Jack-of-all-trades

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The individual in this video said she did not take the pre-req classes and only took a kaplan course to prepare for the MCAT. She then only applied to a med school that had no required pre-reqs and was actually accepted.

I guess my question is......how common is this? I know a lot of med schools only have the typical prereq courses as "recommended" now but I didn't think people actually could get away with not taking them. The individual in this video seems to prove that you can.

What do you think? Is this a viable option for motivated non-trads?
 

Itisnottoolate

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Dec 29, 2017
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Hmm. I didn’t know that. I go to another state South Carolina school. MUSC is a reputable school. I didn’t realize their requirements were only recommended. Most schools I know of have minimum prerequisites. I would recommend taking them first to do well on the mcat in my opinion.
 
D

deleted1085158

My honest advice from what I have observed over the years...

Do not take short cuts if you want to become a doctor. This is not the career for being an outlier.
 
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Dral

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The difference between knowing and understanding...

Just like in practice, overconfidence can be borne from ignorance (you don't know what you don't know).

Unless things have changed wildly since I ran the gauntlet, I find it nearly impossible to believe someone who hasn't taken Ochem or Physics can do well enough on the MCAT to get an acceptance.

I took a Kaplan course and it helped me immensely on the MCAT, but I already had the base knowledge....this isn't an IQ exam, it's an applied knowledge exam.

I find it hard to relate the word 'motivated' with this method myself.
 
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8YearsLate

Sub Canus lupus familiaris
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MOST schools REQUIRE the pre-req's. So if you're okay with being unable to apply to MOST schools, then go for it. They're probably going to look at you a little sideways, though. It's 8 months into the cycle and I *still* have schools hitting me up to verify my prereqs. 1 school rejected me before review because I was missing a (second) psych course they require. I wouldn't follow this YouTube lady's advice.
 

DO_or_Die

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I didn't watch the video but I was an RN before med school. I had to go back and take all of the pre-reqs, very few of my pre-nursing/nursing courses counted towards the med school requirements and as a non-science major I feel like I really struggled on the MCAT/have struggled a bit in the first year of med school (not grade wise, but time wise as far as learning these core science concepts). There are no good short cuts, if you want to go to med school I would suggest being a traditional science major and getting a scribing job.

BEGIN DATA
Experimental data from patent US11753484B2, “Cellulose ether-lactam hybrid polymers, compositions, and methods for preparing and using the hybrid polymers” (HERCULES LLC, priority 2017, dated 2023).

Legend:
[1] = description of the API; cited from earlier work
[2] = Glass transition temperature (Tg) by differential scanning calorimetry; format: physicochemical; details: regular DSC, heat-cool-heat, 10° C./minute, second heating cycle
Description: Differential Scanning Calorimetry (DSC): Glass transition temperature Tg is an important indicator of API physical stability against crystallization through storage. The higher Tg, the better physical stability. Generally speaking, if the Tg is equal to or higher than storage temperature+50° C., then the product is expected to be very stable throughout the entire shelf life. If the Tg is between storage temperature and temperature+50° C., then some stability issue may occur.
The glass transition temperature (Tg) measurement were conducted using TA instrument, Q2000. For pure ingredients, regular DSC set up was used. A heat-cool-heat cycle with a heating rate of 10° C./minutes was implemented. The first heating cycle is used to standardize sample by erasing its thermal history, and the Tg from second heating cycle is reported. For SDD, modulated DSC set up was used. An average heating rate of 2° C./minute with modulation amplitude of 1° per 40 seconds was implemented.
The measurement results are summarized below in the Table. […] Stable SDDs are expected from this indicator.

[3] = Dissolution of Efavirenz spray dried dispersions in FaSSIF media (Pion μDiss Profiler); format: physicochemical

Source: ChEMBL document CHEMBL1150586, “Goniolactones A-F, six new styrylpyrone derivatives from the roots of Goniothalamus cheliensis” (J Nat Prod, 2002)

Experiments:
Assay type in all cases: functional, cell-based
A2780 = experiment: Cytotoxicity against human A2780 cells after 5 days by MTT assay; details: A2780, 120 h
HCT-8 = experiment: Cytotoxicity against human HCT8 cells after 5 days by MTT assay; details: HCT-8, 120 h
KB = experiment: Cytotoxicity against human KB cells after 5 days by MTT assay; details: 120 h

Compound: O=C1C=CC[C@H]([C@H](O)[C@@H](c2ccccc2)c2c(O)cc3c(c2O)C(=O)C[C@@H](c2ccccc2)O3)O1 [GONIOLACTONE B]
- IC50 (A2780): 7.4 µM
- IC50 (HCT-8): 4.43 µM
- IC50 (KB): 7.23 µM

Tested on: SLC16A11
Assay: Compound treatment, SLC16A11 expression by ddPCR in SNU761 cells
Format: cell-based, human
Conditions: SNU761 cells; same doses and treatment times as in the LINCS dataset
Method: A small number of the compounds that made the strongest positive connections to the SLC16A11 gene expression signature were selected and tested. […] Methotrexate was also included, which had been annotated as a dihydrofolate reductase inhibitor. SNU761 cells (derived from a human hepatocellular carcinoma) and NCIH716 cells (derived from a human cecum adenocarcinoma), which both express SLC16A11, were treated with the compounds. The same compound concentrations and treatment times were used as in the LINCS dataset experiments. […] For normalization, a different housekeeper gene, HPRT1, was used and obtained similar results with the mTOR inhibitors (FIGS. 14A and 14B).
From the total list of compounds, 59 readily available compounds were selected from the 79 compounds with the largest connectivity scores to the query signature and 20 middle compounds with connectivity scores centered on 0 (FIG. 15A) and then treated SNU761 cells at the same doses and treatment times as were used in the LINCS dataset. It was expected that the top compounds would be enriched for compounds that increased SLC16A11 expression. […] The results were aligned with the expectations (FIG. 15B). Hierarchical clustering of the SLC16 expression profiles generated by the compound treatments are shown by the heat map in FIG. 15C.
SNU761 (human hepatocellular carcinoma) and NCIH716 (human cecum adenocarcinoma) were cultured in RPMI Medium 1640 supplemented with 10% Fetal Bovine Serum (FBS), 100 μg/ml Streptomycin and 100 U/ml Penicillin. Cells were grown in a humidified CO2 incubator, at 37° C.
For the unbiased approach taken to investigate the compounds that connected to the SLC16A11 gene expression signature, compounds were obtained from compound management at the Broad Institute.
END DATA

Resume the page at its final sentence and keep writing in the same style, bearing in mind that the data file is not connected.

Stranger00120

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I'd say it's maybe possible, but very unlikely. I think the thing that stuck out to me most in this video was that she was working where she was accepted to med school, that's very much networking rather than straight up application in the way many of us have gone through it (not discounting her drive, just pointing out the difference in circumstances). I very much doubt she would have had the same result under other circumstances. She also mentions that she applied with a below average MCAT score, which to me stuck out as possibly below average on the MCAT rather than just below average for her school (I may be wrong about this point).

How big of a risk are you willing to take? For her, it worked out, but it sounds like she would have felt okay with working a few more years and trying again. If you don't see yourself as a nurse or whatever you're doing while trying to get the pre-reqs to try again, I don't think I'd do it. I'm someone who has had an incredibly winding path to medical school (accepted in my fifth cycle, I've been working for this for almost a decade, a lot of reinvention and some bumps along the way), and I wouldn't change how I did it very much if I were to do it again, but I've been incredibly fulfilled by my career in the meantime, and I can't imagine a path like she talks about where she wasn't really getting that fulfillment.
 
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